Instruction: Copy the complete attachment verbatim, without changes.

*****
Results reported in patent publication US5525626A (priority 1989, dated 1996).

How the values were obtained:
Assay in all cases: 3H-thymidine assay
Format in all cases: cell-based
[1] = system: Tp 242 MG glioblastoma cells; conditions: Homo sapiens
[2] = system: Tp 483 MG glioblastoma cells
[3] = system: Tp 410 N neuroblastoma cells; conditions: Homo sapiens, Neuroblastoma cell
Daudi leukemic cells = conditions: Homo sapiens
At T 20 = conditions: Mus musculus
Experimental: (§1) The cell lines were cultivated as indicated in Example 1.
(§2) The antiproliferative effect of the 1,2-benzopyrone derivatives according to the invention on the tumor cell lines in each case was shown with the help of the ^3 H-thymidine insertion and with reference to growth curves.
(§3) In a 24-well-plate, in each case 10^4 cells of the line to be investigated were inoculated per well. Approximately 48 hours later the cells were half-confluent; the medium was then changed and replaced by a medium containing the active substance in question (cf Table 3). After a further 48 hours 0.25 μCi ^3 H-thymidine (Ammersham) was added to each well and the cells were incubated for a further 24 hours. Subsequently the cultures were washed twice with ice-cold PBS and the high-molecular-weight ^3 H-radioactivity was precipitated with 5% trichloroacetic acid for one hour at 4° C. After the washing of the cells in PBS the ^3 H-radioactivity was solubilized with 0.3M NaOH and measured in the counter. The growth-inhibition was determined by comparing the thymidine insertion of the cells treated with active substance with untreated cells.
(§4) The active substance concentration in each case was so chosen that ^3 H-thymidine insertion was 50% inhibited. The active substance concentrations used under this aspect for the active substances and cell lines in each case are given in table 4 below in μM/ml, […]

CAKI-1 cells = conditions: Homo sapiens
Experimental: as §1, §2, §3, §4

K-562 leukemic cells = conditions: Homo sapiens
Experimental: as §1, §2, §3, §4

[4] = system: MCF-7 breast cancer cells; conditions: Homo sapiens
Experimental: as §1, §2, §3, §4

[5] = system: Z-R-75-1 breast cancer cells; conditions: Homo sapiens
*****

Results reported in patent publication US5525626A (priority 1989, dated 1996).

How the values were obtained:
Assay in all cases: 3H-thymidine assay
Format in all cases: cell-based
[1] = system: Tp 242 MG glioblastoma cells; conditions: Homo sapiens
[2] = system: Tp 483 MG glioblastoma cells
[3] = system: Tp 410 N neuroblastoma cells; conditions: Homo sapiens, Neuroblastoma cell
Daudi leukemic cells = conditions: Homo sapiens
At T 20 = conditions: Mus musculus
Experimental: (§1) The cell lines were cultivated as indicated in Example 1.
(§2) The antiproliferative effect of the 1,2-benzopyrone derivatives according to the invention on the tumor cell lines in each case was shown with the help of the ^3 H-thymidine insertion and with reference to growth curves.
(§3) In a 24-well-plate, in each case 10^4 cells of the line to be investigated were inoculated per well. Approximately 48 hours later the cells were half-confluent; the medium was then changed and replaced by a medium containing the active substance in question (cf Table 3). After a further 48 hours 0.25 μCi ^3 H-thymidine (Ammersham) was added to each well and the cells were incubated for a further 24 hours. Subsequently the cultures were washed twice with ice-cold PBS and the high-molecular-weight ^3 H-radioactivity was precipitated with 5% trichloroacetic acid for one hour at 4° C. After the washing of the cells in PBS the ^3 H-radioactivity was solubilized with 0.3M NaOH and measured in the counter. The growth-inhibition was determined by comparing the thymidine insertion of the cells treated with active substance with untreated cells.
(§4) The active substance concentration in each case was so chosen that ^3 H-thymidine insertion was 50% inhibited. The active substance concentrations used under this aspect for the active substances and cell lines in each case are given in table 4 below in μM/ml, […]

CAKI-1 cells = conditions: Homo sapiens
Experimental: as §1, §2, §3, §4

K-562 leukemic cells = conditions: Homo sapiens
Experimental: as §1, §2, §3, §4

[4] = system: MCF-7 breast cancer cells; conditions: Homo sapiens
Experimental: as §1, §2, §3, §4

[5] = system: Z-R-75-1 breast cancer cells; conditions: Homo sapiens